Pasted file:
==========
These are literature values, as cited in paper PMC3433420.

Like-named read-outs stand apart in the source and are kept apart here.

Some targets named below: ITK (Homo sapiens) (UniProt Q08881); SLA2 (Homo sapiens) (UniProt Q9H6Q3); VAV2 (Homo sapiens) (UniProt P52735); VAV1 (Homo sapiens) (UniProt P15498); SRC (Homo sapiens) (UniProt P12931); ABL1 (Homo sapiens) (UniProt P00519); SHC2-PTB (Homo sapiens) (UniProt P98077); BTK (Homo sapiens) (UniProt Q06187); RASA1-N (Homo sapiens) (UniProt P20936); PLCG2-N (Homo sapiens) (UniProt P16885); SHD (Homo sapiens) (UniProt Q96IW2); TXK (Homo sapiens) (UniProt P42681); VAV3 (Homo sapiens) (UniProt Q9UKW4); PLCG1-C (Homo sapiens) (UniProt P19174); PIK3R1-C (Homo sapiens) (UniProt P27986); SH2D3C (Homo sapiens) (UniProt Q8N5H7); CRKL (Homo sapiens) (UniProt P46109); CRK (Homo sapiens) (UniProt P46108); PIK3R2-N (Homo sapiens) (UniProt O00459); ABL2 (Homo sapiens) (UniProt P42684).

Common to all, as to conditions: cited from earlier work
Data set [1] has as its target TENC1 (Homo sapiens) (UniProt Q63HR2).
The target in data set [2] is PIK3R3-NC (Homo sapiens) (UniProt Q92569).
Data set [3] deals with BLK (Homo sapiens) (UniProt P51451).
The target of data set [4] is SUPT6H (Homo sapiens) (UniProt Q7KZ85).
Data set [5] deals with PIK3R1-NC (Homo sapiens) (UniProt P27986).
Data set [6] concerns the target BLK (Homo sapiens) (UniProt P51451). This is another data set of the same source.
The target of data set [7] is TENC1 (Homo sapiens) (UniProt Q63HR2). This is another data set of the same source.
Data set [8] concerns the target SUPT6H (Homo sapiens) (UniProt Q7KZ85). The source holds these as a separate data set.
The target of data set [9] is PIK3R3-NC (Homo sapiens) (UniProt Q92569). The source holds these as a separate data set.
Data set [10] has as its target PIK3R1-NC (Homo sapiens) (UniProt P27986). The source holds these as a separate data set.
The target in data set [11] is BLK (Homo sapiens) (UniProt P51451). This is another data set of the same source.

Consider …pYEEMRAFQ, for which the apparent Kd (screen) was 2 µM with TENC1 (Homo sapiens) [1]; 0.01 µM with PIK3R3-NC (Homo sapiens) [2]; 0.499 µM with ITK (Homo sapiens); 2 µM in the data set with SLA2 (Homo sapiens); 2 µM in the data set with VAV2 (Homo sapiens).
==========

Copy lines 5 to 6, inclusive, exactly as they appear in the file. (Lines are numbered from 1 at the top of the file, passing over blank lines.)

Data set [1] has as its target TENC1 (Homo sapiens) (UniProt Q63HR2).
The target in data set [2] is PIK3R3-NC (Homo sapiens) (UniProt Q92569).